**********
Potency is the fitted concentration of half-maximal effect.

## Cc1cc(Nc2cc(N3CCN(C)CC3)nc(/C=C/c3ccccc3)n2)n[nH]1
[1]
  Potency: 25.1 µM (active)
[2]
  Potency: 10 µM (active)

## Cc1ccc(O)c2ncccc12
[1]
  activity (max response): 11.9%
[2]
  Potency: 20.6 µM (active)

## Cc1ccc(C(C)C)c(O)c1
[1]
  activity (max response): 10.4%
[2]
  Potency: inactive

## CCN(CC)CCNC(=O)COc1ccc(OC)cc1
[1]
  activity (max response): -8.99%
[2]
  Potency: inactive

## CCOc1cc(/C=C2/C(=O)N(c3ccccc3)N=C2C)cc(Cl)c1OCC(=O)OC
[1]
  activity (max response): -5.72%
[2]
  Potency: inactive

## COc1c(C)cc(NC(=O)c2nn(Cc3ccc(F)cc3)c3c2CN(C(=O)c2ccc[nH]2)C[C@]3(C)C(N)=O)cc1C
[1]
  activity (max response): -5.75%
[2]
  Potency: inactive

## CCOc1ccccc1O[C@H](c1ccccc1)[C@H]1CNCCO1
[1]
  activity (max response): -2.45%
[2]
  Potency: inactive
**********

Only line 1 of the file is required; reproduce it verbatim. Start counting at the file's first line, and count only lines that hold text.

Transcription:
Potency is the fitted concentration of half-maximal effect.